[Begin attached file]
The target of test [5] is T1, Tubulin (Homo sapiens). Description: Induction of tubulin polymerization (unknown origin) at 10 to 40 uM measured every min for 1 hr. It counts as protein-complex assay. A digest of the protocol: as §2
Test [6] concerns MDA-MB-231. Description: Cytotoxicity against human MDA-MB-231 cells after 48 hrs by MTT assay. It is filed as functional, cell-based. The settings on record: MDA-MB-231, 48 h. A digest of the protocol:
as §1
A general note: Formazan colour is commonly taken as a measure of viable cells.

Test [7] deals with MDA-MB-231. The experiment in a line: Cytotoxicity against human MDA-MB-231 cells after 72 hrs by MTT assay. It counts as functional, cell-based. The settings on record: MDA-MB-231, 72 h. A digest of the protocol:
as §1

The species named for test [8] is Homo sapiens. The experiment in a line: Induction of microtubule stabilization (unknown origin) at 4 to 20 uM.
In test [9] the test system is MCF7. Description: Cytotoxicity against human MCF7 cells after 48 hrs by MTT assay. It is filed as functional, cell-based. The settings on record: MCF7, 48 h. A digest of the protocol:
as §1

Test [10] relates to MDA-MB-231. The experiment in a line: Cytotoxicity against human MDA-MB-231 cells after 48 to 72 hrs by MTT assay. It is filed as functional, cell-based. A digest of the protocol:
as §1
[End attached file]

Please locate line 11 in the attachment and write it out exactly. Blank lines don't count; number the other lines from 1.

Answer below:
as §1